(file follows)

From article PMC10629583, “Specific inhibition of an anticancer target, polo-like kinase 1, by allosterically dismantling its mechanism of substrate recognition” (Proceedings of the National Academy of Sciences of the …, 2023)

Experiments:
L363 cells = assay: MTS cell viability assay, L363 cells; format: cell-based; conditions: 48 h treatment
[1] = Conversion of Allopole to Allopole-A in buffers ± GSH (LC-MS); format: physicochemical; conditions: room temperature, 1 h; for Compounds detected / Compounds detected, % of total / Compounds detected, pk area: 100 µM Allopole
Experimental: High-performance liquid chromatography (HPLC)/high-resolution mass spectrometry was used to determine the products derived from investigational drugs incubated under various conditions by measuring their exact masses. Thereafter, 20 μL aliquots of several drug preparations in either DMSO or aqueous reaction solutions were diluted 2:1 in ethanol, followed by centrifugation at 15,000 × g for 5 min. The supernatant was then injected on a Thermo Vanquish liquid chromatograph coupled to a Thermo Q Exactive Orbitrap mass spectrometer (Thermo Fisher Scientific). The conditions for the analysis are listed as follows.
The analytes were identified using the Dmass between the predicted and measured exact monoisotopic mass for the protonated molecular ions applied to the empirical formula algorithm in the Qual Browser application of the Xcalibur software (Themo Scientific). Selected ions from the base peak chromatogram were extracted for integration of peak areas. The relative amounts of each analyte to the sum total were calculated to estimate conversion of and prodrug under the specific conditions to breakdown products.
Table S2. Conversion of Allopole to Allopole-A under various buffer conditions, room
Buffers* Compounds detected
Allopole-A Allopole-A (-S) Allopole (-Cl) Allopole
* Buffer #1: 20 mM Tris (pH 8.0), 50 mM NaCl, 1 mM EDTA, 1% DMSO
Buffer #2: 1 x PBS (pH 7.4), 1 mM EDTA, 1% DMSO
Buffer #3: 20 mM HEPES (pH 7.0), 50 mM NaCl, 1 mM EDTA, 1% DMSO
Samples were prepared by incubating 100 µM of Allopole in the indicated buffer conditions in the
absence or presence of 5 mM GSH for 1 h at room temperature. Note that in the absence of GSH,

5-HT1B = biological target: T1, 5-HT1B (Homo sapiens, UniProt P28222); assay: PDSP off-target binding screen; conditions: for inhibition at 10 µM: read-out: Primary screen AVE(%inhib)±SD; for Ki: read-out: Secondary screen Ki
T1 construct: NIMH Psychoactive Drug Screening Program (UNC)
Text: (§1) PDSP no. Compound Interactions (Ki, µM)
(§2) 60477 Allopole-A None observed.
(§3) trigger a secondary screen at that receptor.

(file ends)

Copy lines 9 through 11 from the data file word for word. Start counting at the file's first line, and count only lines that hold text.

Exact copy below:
Allopole-A Allopole-A (-S) Allopole (-Cl) Allopole
* Buffer #1: 20 mM Tris (pH 8.0), 50 mM NaCl, 1 mM EDTA, 1% DMSO
Buffer #2: 1 x PBS (pH 7.4), 1 mM EDTA, 1% DMSO